when the saints


Mac and I decided it was somehow necessary to go all the way down to the Gulf of Mexico, but rather than following the official channel of the Mississippi River, the road for which reportedly peters out in a sort of industrial place, we chose to drive down to Grand Isle. Famous as the location of Kate Chopin’s The Awakening, it is also known as one of the great fishing spots in the world, and has a great beachfront state park, which we had nearly to ourselves.

It truly feels like the edge of the world. All the structures are built on stilts, on shifting sands that will never be stable. You drive for a couple of hours south through land that becomes more and more intermingled with water, until you are on a little spit of land surrounded by water on all sides. The map of this whole area looks like beautiful lacework. It’s the opposite of the Greek islands, which feel massive and immovable, where the warm and clear waters of the Mediterranean feel like your friend and the earth is dry and stony and unforgiving. Here the water is poised to wash away the tentative stretches of sand and swamp at any moment, and you feel oddly protective of every spit of land that can support life, fragile and wet and temporary as it all is.

Mac and I took a walk on the parts of the path that didn’t require waders, and I found a bird skeleton and took the beautiful curve of the main wing bone as a memento of the final official day of this trip.

On the way home from dinner I hit a pothole badly enough to blow out a front tire, so the next day I cleaned and reorganized the entire car while waiting for AAA to come and change it. Spreading everything out to dry in the December summer sun and warmth, tidying the papers and maps and books that had been floating around the car for months felt really great: the first step of Phase 2, somehow!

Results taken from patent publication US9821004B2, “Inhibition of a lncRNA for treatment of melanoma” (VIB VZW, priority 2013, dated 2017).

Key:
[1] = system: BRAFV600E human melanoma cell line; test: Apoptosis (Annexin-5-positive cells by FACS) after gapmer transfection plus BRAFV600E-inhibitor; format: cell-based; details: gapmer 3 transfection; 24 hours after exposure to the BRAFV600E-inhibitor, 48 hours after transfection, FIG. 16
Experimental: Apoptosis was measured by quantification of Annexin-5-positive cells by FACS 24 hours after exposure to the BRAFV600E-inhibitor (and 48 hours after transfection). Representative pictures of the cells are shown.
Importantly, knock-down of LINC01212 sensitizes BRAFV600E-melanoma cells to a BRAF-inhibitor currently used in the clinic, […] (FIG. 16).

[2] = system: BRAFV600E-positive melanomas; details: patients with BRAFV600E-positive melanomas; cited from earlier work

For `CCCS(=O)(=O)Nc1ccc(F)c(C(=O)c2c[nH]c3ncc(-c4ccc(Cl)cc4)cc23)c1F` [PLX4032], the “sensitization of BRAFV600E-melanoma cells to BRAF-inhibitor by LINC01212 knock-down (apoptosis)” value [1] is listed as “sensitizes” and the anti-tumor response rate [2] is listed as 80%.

We got back to New Orleans in the late afternoon, set up camp at St. Bernard State Park just east of town (the area that was purposely flooded by dynamiting the levee in the 1927 flood), and drove into the city and sampled some live music in the bars along Frenchman Street and then headed over to the Candlelight Lounge, home of the Treme Brass Band. A really great night of music and dancing, totally local in the best sense, listening to the music alone couldn’t possibly give you the full sense of the whole scene, the whole feel, which is urban, cosmopolitan in all the ways that make cities so great. Everyone is radically individual, the small-town pressure to conform is non-existent, instead, it is as if every person is carving out a unique space for their own fierce selfhood, so that the coming-together, the community that is woven together by these hundred souls in a little club on a dark street in the old neighborhood, the birthplace of jazz, is made of a hundred different histories and styles and stories and reasons for being there, united in that precise unrepeatable moment in time and space, dancing together to the music that connects us, the music that will never end.